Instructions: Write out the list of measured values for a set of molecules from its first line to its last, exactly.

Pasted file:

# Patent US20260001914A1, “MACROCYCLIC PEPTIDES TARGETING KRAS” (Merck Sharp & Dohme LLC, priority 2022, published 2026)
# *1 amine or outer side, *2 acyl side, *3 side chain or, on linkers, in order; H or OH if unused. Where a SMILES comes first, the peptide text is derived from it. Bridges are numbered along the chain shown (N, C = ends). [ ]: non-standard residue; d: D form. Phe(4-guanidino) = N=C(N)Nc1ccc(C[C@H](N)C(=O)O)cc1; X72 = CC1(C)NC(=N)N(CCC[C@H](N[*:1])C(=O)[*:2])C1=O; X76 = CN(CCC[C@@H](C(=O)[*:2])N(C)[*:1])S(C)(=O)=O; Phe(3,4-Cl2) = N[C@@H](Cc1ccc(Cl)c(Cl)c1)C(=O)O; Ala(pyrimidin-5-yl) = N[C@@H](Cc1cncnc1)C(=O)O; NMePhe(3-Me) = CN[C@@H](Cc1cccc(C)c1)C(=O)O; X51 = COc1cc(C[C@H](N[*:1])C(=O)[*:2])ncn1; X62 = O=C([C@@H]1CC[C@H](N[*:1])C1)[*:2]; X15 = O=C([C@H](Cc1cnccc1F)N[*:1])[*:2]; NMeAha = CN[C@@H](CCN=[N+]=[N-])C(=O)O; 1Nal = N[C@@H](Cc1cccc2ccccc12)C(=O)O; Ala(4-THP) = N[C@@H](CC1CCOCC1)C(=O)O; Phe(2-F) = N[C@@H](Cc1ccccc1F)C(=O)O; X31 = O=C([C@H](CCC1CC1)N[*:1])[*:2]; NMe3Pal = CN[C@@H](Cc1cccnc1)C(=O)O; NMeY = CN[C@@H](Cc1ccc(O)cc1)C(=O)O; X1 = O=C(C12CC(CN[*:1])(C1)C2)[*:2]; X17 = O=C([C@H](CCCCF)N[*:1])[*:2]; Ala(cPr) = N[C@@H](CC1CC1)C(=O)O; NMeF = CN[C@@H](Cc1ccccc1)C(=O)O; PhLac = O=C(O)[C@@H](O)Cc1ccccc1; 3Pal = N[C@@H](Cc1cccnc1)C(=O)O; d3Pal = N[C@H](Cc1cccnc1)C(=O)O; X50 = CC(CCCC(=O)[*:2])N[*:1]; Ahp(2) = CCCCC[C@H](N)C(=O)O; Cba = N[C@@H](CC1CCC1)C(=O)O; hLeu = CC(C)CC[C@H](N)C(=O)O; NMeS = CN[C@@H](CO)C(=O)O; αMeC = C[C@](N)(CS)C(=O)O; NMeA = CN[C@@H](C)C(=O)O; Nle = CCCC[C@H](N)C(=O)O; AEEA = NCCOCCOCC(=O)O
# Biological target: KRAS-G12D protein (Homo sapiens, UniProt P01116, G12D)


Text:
# Patent US20260001914A1, “MACROCYCLIC PEPTIDES TARGETING KRAS” (Merck Sharp & Dohme LLC, priority 2022, published 2026)
# *1 amine or outer side, *2 acyl side, *3 side chain or, on linkers, in order; H or OH if unused. Where a SMILES comes first, the peptide text is derived from it. Bridges are numbered along the chain shown (N, C = ends). [ ]: non-standard residue; d: D form. Phe(4-guanidino) = N=C(N)Nc1ccc(C[C@H](N)C(=O)O)cc1; X72 = CC1(C)NC(=N)N(CCC[C@H](N[*:1])C(=O)[*:2])C1=O; X76 = CN(CCC[C@@H](C(=O)[*:2])N(C)[*:1])S(C)(=O)=O; Phe(3,4-Cl2) = N[C@@H](Cc1ccc(Cl)c(Cl)c1)C(=O)O; Ala(pyrimidin-5-yl) = N[C@@H](Cc1cncnc1)C(=O)O; NMePhe(3-Me) = CN[C@@H](Cc1cccc(C)c1)C(=O)O; X51 = COc1cc(C[C@H](N[*:1])C(=O)[*:2])ncn1; X62 = O=C([C@@H]1CC[C@H](N[*:1])C1)[*:2]; X15 = O=C([C@H](Cc1cnccc1F)N[*:1])[*:2]; NMeAha = CN[C@@H](CCN=[N+]=[N-])C(=O)O; 1Nal = N[C@@H](Cc1cccc2ccccc12)C(=O)O; Ala(4-THP) = N[C@@H](CC1CCOCC1)C(=O)O; Phe(2-F) = N[C@@H](Cc1ccccc1F)C(=O)O; X31 = O=C([C@H](CCC1CC1)N[*:1])[*:2]; NMe3Pal = CN[C@@H](Cc1cccnc1)C(=O)O; NMeY = CN[C@@H](Cc1ccc(O)cc1)C(=O)O; X1 = O=C(C12CC(CN[*:1])(C1)C2)[*:2]; X17 = O=C([C@H](CCCCF)N[*:1])[*:2]; Ala(cPr) = N[C@@H](CC1CC1)C(=O)O; NMeF = CN[C@@H](Cc1ccccc1)C(=O)O; PhLac = O=C(O)[C@@H](O)Cc1ccccc1; 3Pal = N[C@@H](Cc1cccnc1)C(=O)O; d3Pal = N[C@H](Cc1cccnc1)C(=O)O; X50 = CC(CCCC(=O)[*:2])N[*:1]; Ahp(2) = CCCCC[C@H](N)C(=O)O; Cba = N[C@@H](CC1CCC1)C(=O)O; hLeu = CC(C)CC[C@H](N)C(=O)O; NMeS = CN[C@@H](CO)C(=O)O; αMeC = C[C@](N)(CS)C(=O)O; NMeA = CN[C@@H](C)C(=O)O; Nle = CCCC[C@H](N)C(=O)O; AEEA = NCCOCCOCC(=O)O
# Biological target: KRAS-G12D protein (Homo sapiens, UniProt P01116, G12D)